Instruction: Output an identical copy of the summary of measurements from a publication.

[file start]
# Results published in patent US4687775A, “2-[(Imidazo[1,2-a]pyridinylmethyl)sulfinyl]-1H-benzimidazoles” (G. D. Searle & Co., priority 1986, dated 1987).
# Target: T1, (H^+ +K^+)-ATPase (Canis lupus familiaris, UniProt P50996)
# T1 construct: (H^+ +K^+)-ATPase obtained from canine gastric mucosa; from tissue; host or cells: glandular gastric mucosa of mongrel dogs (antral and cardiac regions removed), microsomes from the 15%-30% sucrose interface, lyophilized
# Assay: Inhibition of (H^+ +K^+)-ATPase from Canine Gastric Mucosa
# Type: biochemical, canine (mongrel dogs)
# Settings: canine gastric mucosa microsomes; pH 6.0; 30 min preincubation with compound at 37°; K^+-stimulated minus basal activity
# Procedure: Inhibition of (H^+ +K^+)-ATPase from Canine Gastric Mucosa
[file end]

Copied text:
# Results published in patent US4687775A, “2-[(Imidazo[1,2-a]pyridinylmethyl)sulfinyl]-1H-benzimidazoles” (G. D. Searle & Co., priority 1986, dated 1987).
# Target: T1, (H^+ +K^+)-ATPase (Canis lupus familiaris, UniProt P50996)
# T1 construct: (H^+ +K^+)-ATPase obtained from canine gastric mucosa; from tissue; host or cells: glandular gastric mucosa of mongrel dogs (antral and cardiac regions removed), microsomes from the 15%-30% sucrose interface, lyophilized
# Assay: Inhibition of (H^+ +K^+)-ATPase from Canine Gastric Mucosa
# Type: biochemical, canine (mongrel dogs)
# Settings: canine gastric mucosa microsomes; pH 6.0; 30 min preincubation with compound at 37°; K^+-stimulated minus basal activity
# Procedure: Inhibition of (H^+ +K^+)-ATPase from Canine Gastric Mucosa